Garner State Park, located on the Frio River seven miles north of Concan on U.S. Highway 83 in far north central Uvalde County, was named for John Nance Garner. The park was promoted by former county judge C. P. (Pink) Spangler and members of the Uvalde County Commissioners Court in 1933; the park became a Civilian Conservation Corps project. Garner was opposed to using federal funds for a park in his home county while he was in office. Mrs. Garner, however, lent her support in spite of her husband. Several interested parties helped purchase 478 acres from Fritz Streib for twelve dollars an acre. Judge Spangler traveled to Washington, D.C., and gained approval for the project from the CCC chairman. A CCC camp, known locally as the forest army camp, was established at the park site in 1935 to begin work. The first building constructed was a mess hall, which, like all of the original park buildings, was constructed of local materials. Members of the tree army felled cypress trees and other hardwoods for use in the manufacture of shingles, heavy beams, and doors at an on-site sawmill. The camp's blacksmith shop forged iron hinges, hardware, and light fixtures. Native stone from local quarries was used for the buildings and fireplaces; the huge stone hearth of the original mess hall, known in 1990 as the concession building, was extracted from a creek bed within the park boundaries.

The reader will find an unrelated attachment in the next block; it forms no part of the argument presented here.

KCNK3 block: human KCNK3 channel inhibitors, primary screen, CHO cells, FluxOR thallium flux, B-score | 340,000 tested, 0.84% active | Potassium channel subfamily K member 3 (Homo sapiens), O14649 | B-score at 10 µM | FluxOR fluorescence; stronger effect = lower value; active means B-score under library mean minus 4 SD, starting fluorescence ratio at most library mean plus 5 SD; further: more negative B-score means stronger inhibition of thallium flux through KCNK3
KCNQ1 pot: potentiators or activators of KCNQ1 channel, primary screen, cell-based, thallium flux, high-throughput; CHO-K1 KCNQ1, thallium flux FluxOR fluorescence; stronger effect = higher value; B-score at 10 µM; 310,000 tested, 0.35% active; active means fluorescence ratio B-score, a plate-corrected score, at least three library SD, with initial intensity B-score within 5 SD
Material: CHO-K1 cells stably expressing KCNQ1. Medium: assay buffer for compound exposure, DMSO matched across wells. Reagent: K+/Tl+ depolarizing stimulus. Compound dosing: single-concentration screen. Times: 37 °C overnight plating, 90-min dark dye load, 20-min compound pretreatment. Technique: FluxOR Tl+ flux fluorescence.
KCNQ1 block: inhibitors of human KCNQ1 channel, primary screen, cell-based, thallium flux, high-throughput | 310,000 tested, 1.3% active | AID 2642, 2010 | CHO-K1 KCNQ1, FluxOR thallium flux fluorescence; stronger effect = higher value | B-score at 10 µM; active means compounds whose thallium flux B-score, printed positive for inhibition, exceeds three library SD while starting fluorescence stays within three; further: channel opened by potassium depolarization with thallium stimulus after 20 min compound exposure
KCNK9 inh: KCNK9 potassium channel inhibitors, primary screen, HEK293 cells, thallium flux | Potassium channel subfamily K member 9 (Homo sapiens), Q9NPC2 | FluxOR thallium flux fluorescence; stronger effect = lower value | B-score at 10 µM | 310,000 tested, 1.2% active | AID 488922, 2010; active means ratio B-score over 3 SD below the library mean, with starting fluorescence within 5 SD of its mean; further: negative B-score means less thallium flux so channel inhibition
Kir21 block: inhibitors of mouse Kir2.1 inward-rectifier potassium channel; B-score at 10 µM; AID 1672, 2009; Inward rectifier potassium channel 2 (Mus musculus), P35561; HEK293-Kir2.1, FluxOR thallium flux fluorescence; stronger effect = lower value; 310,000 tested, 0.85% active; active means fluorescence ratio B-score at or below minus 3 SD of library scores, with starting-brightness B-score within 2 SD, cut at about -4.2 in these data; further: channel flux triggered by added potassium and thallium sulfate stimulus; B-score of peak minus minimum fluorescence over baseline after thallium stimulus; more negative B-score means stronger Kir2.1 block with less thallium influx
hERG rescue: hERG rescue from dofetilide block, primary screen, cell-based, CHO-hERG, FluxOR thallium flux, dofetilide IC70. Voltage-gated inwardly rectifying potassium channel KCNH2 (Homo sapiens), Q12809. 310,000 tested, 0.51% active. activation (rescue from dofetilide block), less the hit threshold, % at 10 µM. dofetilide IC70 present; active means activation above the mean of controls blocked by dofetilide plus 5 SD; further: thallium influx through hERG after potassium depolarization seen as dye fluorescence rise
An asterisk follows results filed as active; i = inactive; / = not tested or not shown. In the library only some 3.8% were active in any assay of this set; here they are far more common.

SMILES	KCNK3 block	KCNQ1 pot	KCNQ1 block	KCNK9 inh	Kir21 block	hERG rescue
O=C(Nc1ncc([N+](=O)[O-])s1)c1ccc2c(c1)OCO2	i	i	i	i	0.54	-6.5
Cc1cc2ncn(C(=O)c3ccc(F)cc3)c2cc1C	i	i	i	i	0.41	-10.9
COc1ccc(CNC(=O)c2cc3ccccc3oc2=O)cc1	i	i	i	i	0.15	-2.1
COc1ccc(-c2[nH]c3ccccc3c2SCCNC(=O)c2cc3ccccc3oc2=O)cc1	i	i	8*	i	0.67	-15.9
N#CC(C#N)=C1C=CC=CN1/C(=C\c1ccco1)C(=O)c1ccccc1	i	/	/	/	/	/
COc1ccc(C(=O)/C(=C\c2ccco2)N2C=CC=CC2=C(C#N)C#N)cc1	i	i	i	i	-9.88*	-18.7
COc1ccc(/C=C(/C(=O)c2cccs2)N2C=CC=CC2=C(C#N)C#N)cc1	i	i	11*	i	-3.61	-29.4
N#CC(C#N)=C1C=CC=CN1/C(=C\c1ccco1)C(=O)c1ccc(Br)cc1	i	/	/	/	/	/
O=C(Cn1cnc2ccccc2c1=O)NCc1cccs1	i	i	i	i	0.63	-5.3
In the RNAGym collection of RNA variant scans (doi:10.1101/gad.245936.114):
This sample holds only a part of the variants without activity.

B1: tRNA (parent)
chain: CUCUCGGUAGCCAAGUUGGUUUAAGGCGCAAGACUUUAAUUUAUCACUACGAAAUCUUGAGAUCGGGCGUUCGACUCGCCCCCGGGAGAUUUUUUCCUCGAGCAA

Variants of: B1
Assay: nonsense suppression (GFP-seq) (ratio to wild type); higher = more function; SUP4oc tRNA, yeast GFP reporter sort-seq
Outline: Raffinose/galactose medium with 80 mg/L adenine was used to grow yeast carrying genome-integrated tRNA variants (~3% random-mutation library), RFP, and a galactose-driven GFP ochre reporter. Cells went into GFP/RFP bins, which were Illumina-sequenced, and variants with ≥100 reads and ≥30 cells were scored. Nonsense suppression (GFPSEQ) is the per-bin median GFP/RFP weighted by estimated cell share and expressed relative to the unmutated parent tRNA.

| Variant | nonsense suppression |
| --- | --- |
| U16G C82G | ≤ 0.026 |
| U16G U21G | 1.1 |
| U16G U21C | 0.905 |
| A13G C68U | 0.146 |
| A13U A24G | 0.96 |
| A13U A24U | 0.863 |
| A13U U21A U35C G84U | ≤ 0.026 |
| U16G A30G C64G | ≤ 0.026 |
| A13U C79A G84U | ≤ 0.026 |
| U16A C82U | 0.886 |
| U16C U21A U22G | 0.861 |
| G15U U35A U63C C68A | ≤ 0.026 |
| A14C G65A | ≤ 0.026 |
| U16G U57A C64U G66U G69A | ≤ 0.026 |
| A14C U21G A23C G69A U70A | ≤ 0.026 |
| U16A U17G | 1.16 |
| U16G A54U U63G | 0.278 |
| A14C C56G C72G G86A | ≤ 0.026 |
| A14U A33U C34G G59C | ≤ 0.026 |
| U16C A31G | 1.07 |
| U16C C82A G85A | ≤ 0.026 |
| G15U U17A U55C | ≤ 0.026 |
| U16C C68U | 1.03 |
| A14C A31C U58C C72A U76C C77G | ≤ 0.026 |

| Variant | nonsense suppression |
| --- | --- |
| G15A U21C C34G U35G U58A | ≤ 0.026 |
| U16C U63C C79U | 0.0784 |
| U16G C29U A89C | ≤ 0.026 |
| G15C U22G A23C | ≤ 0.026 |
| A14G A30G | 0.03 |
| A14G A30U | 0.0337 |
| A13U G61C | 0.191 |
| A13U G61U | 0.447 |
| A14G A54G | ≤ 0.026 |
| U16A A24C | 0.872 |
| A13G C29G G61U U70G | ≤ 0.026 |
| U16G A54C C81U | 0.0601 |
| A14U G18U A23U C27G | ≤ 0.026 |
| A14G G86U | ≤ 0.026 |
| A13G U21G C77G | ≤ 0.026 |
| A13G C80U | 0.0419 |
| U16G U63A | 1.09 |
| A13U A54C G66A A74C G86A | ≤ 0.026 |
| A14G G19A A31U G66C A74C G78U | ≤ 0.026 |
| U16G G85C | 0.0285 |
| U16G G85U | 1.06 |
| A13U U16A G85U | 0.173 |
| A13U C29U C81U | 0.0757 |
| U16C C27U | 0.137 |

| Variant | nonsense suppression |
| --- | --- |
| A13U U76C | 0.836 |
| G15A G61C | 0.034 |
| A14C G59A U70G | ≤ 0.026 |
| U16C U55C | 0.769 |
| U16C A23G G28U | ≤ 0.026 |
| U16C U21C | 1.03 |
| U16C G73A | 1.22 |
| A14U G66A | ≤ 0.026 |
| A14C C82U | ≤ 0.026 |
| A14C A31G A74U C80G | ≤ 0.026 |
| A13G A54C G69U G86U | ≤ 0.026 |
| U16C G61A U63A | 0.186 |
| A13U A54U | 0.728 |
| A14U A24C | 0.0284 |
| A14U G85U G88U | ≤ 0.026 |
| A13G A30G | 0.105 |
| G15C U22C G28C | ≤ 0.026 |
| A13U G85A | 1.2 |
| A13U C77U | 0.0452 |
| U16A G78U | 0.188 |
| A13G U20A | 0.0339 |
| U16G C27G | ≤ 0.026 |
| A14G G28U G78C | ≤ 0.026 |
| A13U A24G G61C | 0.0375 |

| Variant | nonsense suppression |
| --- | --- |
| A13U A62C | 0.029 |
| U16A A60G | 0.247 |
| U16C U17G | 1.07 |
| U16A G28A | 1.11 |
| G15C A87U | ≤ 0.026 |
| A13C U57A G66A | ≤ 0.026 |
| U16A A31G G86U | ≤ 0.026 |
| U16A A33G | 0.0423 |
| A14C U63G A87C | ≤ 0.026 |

The Texas State Parks Board accepted the property from Uvalde County on December 11, 1936. Garner State Park was dedicated on April 29, 1941. The number of visitors to the park in 1947 numbered 42,897; in 1963 the number had grown to 997,499. An additional 790 acres was acquired in 1976 from the Streib family, increasing the total acreage within the park to 1,410 acres; subsequent development nearly doubled the number of camping facilities.
Garner State Park is located in the southern portion of the Edwards Plateau. The climate is subtropical; the winters are typically dry and the summers hot and humid. Archeologists have found remains of aboriginal chert quarries in the park in gravel deposits near the Frio River. As of 1972 Texas Parks and Wildlife biologists had identified forty-nine species of herpetofauna, forty-four species of mammals, and over 200 species of birds with ranges that include the park. In 1990 the river was still the park's major source of recreational activity; visitors could fish, canoe, and swim. Various undeveloped walking trails, picnicking facilities, and multi-use camp sites were available.